Saturday, November 29, 2014

3 Power Strategies That Work For Social Studies

Many of the meetings in our social studies department focus on content, strategies, and assessment. We spend the bulk of the time reflecting on whether our choices are preparing the students to achieve the learning goals.

In the past, we've attempted to focus the use of strategies by choosing between two. This year's conversations have been about dialing in the must-use strategies, the ones that we know work. 

 ... Here's what I think.

Note-Taking and Summarizing
Social studies, in Texas anyway, has the most standards out of the core subjects. The students need to learn a lot of facts and develop context schemes to understand new information conceptually and use it beyond memory recall.

Teaching kids the importance of organizing notes is crucial if they're going to learn how to do stuff with the notes they make. It doesn't matter whether its tables, drawings, half-page, or Cornell notes, the students need to learn to leave room on the page to add analysis and thematic labels.

Regardless of the note-taking format students use, summarizing notes is critical. Some teachers have the students use their notes to respond to the lesson question on a half sheet, which is turned in for a formative check. Others, like myself, prefer the one-sentence summary to be posted anonymously on a tack board or to a Padlet (image below) or TodaysMeet room. When I use one of these discussion web tools, my students receive specific feedback on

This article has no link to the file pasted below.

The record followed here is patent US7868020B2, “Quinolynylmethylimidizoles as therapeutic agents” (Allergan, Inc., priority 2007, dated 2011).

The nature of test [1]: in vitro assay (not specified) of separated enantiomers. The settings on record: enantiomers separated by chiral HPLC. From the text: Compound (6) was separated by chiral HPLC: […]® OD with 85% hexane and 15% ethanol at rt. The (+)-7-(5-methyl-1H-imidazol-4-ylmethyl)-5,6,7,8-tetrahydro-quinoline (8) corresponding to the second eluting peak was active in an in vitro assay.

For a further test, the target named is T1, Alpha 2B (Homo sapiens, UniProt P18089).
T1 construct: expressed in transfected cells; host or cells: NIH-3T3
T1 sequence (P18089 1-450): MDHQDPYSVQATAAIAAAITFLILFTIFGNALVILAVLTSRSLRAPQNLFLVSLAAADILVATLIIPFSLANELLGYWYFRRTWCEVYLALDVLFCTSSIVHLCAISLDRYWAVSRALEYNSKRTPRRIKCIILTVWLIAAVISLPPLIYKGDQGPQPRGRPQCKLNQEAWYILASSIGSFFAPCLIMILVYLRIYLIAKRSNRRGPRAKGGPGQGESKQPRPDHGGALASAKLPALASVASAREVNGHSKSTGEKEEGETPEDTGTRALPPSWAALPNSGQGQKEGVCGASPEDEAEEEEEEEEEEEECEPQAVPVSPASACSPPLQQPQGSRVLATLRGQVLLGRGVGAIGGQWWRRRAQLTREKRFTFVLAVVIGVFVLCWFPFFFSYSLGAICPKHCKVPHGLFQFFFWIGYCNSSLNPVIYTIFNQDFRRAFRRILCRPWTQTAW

Both Padlet and TodaysMeet provide many share and access format options, including downloadable PDF transcripts.
Find Five Facts is another one of my favorite activities. The title and the directions are one in the same. Students list five facts based on a civilization and theme, for example. The picture below shows my five facts for a Persian Empire explanation. Once the students are better at finding the five facts, I will have them make five facts videos, slide shows, Quizlet decks, infographics, etc. 

We talk about note-taking activities without including ABC notes (also called alphabet soup). I like to have students make an ABC list while watching a video (like Crash Course). This is a particularly fun activity to help them think about what they've learned in a lesson cycle. This example shows a list one of my classes made collaboratively on Google Docs.
Whether notes come from lecture, reading, placard activities, or sharing content with peers, the students will retain more from their work if they bring it all together at the end. Something as simple as the one-sentence summary or a list, group, label is quick and doable. Students will be especially confident if confidentiality is kept and only commentary feedback is provided.

Similarities and Differences
I don't use the words "compare" or "contrast" much in the classroom. It's not that the students don't know what those words mean, well most of them, anyway. They just learn more comfortably when they hear more commonly used words like "similar" and "different."
I recently assigned this comparative analysis activity after two classes of Classical Empires background building and a five fact explanation: (1) Internal vs external forces, (2) Overproduction, (3) Corruption, (4) Invasions, and (5) Social institutions. This was enough to prime the students to complete the tasks.